Neurocomputational Models of Schizophrenia

Ahmed Abdelhaim Moustafa, Błażej Misiak, Dorota Frydecka

Research output: Chapter in Book/Report/Conference proceedingChapterResearchpeer-review


Schizophrenia is a complex neurodevelopmental disorder with relatively stable prevalence rates estimated at about 0.5% (Saha, Chant, Welham, & McGrath, 2005). Schizophrenia is characterized by co-occurrence of multiple psychopathological symptoms that have been conceptualized as positive symptoms (delusions and hallucinations), negative symptoms (e.g., apathy, avolition, affective flattening, and social withdrawal), affective symptoms and cognitive impairment. These dimensions of schizophrenia psychopathology have complex underlying neural substrates. For instance, alterations in frontotemporal cortical networks have been most consistently related to negative symptoms (Millan, Fone, Steckler, & Horan, 2014), while aberrant neurotransmission within basal ganglia (Perez-Costas, Melendez-Ferro, & Roberts, 2010) and the hippocampus (Heckers, 2001) has been shown to underlie positive symptoms. More complex neural substrates have been shown for the cognitive impairment that is present in about 80% of patients and affects several domains of cognitive performance including attention, memory, reasoning, and processing speed (Barch & Ceaser, 2012; Bora, Yucel, & Pantelis, 2010; Keefe & Fenton, 2007; Keefe & Harvey, 2012).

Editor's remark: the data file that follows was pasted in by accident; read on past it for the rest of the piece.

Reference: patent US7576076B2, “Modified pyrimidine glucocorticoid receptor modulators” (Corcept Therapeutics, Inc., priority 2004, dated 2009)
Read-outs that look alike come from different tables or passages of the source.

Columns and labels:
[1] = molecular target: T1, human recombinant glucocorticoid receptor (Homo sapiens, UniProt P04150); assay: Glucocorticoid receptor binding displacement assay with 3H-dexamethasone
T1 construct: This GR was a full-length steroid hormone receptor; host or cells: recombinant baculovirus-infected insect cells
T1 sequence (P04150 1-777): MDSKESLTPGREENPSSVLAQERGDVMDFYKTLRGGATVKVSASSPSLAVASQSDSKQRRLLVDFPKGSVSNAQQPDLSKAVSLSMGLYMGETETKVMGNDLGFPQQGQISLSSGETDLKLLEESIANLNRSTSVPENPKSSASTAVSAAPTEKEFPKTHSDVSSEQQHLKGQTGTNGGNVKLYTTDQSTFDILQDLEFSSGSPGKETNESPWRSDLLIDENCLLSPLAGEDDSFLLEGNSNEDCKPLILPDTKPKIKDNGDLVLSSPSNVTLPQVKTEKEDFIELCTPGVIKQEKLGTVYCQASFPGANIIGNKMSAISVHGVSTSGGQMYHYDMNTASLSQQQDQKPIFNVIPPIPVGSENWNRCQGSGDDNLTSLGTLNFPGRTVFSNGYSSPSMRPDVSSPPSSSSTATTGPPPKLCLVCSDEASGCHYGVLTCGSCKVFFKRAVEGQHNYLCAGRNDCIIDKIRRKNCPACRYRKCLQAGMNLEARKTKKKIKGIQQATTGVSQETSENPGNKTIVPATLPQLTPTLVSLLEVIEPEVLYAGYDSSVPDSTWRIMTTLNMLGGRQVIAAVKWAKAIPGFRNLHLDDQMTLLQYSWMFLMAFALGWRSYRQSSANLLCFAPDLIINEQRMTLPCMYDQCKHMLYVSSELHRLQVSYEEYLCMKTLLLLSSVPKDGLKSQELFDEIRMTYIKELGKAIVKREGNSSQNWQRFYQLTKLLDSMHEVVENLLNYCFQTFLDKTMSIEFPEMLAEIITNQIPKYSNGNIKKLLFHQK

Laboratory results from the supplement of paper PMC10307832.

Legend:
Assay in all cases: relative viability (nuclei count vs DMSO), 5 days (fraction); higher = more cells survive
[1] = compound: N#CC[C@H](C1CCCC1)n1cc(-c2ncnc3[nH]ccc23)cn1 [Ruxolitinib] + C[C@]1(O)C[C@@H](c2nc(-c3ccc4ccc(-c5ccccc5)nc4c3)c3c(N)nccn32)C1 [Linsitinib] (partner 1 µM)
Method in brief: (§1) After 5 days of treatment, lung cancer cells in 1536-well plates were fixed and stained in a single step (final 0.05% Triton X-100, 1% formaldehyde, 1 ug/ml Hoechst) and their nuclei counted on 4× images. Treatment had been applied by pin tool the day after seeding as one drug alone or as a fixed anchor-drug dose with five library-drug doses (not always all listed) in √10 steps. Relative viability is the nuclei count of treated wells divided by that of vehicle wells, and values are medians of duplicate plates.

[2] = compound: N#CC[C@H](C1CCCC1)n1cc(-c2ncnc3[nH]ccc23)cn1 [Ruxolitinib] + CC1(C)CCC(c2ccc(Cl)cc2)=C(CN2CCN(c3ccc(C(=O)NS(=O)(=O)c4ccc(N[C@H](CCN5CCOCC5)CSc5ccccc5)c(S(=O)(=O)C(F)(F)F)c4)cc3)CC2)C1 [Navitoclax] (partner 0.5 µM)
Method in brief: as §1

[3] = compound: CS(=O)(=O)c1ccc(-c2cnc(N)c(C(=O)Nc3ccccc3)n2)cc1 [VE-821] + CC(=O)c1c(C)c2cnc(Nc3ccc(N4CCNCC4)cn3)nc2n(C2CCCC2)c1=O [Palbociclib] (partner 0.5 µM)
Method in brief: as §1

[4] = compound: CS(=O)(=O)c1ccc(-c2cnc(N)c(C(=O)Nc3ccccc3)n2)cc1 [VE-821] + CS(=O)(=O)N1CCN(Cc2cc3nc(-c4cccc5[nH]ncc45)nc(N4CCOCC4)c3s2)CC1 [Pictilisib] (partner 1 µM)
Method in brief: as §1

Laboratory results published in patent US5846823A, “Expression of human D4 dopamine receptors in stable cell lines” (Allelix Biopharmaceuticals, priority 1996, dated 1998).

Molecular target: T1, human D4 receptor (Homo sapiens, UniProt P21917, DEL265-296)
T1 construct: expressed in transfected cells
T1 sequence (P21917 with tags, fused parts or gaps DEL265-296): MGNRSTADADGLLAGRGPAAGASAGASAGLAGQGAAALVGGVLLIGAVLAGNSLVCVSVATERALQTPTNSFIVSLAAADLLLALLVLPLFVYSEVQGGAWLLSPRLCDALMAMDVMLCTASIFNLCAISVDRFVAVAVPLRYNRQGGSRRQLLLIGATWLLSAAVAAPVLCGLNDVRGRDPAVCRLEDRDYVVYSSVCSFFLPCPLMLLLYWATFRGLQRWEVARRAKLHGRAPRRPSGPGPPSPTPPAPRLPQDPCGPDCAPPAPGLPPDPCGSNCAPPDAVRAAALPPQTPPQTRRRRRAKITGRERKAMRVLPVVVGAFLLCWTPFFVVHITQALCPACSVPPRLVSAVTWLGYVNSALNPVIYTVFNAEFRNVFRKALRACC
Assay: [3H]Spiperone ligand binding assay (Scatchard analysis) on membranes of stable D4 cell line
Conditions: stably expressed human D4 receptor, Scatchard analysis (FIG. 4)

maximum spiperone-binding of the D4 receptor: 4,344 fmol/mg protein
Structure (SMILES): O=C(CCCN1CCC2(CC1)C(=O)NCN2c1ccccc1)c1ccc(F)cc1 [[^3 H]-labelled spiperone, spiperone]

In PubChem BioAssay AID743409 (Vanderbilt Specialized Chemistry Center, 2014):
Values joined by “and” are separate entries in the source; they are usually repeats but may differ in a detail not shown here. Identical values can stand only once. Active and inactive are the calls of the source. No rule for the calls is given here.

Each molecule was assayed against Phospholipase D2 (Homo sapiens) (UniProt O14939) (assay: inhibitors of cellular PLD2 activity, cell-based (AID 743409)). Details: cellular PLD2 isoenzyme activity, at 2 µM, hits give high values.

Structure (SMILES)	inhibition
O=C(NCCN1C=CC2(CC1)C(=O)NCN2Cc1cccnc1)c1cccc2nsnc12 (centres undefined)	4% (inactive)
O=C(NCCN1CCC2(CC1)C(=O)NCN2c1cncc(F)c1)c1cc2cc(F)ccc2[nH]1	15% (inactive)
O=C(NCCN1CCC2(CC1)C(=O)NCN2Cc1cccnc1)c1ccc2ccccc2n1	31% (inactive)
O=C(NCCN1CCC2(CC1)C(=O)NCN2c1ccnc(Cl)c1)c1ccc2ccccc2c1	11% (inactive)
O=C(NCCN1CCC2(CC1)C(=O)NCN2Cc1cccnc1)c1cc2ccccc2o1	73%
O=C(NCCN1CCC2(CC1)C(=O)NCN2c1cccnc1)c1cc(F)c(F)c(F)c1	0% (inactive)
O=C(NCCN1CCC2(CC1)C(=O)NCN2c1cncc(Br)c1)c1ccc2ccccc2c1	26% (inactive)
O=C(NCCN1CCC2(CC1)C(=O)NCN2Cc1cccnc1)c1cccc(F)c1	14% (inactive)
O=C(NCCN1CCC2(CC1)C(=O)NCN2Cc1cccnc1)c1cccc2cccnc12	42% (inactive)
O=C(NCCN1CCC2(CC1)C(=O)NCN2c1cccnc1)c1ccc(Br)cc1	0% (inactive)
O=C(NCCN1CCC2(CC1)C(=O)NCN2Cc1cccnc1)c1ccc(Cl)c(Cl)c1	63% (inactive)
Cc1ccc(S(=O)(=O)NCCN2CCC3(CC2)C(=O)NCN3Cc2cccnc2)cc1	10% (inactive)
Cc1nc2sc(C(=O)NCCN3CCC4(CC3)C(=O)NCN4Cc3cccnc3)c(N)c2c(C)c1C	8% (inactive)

Original languageEnglish
Title of host publicationComputational Models of Brain and Behavior
EditorsAhmed A. Moustafa
ISBN (Electronic)978-1-119-15918-6
ISBN (Print)978-1-119-15906-3
Publication statusPublished - 2018
Externally publishedYes


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